Shark catch and kill barriers to be laid down in Western Australia

Controversial action to kill great whites that come too close to the beaches will begin this weekend in some southwestern areas of the state

Controversial barriers used to catch and kill sharks which come too close to the beaches of Western Australia will be laid in the water by fishermen this weekend.

The first “kill zones” will be established in the south west of the state at Old Dunsborough, Meelup and Castle Rock, with the drum lines holding huge hooks covered with bait being laid down by a private contractor around 100 metres from the shore.

They will then move to Gracetown where last year a surfer became the seventh person to be killed by a shark in Western Australian waters since August 2010, prompting the government action. The previous month a diver had survived being mauled in the water.

The great white shark is protected under Australian law but the state has been granted an exception by the federal environment minister following the spate of deaths.

Before 2010 there had been no more than one fatal shark attack every eight years in Western Australian waters.

The policy has however been blasted by environmental groups with the Humane Society labelling it “a complete disgrace”.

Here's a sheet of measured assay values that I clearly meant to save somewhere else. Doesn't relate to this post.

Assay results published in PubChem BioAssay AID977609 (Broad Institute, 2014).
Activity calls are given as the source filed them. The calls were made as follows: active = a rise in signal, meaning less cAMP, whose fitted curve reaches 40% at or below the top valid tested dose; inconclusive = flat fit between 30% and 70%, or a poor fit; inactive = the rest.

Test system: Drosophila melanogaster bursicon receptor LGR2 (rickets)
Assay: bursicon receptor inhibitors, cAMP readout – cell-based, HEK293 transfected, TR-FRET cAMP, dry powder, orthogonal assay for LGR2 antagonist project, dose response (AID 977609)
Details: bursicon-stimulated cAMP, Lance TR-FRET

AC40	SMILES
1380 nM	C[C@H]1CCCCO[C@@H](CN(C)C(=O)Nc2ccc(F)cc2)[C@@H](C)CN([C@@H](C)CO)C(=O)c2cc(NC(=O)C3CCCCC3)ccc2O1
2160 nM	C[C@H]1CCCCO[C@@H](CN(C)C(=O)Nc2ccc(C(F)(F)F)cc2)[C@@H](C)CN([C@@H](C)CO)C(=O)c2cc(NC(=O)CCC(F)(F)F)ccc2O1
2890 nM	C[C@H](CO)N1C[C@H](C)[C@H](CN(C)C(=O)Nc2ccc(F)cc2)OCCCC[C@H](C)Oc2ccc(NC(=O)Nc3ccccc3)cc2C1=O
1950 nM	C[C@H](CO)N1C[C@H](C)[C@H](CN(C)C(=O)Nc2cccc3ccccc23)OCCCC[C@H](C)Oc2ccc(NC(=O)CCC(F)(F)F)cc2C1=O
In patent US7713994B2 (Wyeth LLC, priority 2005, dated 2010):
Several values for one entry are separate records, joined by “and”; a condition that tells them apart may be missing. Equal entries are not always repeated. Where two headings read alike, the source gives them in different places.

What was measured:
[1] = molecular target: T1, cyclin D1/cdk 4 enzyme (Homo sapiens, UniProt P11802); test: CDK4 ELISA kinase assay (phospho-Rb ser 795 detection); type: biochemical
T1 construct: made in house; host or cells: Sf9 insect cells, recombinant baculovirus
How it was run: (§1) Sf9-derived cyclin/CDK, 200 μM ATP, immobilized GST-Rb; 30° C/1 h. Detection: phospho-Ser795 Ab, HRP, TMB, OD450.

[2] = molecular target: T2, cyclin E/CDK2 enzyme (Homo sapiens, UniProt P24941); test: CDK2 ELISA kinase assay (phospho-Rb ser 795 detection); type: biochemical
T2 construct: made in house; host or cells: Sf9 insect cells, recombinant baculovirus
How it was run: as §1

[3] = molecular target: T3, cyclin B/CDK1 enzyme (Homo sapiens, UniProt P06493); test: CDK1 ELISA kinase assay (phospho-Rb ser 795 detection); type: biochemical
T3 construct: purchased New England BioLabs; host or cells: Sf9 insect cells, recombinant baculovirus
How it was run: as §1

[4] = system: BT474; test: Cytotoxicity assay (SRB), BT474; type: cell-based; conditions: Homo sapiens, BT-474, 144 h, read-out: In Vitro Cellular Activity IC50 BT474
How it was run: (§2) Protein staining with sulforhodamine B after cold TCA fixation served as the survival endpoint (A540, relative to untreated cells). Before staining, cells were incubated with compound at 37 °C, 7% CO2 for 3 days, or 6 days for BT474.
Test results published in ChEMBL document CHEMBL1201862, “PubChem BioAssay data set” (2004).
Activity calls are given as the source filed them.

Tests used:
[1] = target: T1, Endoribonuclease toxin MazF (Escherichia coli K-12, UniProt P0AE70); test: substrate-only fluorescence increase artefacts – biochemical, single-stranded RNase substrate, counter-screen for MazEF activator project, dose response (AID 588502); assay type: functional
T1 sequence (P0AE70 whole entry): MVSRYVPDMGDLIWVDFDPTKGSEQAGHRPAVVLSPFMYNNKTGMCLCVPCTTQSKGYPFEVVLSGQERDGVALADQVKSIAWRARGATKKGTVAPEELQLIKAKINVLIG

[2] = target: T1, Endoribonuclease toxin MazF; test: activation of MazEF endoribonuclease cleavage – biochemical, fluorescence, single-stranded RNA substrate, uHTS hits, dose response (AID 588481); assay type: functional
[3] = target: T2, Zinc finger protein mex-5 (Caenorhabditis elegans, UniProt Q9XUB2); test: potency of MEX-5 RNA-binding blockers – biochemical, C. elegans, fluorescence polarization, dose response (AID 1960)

Plans to lay down the drum lines in Perth meanwhile have been disrupted after contractors pulled out, citing alleged threats by activists. Government fisheries officers will now be required to carry out the task within weeks.

Christopher Neff, who is completing a PhD on the politics of shark attacks at the university of Sydney, has argued that “there is evidence [it will] draw white sharks in”, while Ricky Gervais has also lent his support to the campaign against the policy.

After being pictures holding up a sign reading "stop the shark cull", he later tweeted: "Animals don't have a voice. But I do. A loud one. I'm a f***ing big mouth. My voice is for them. And I'll never shut up while they suffer."

The trial is set to close towards the end of Australia’s summer on 30 April after which a full environmental assessment will be carried out to determine whether the policy should continue.

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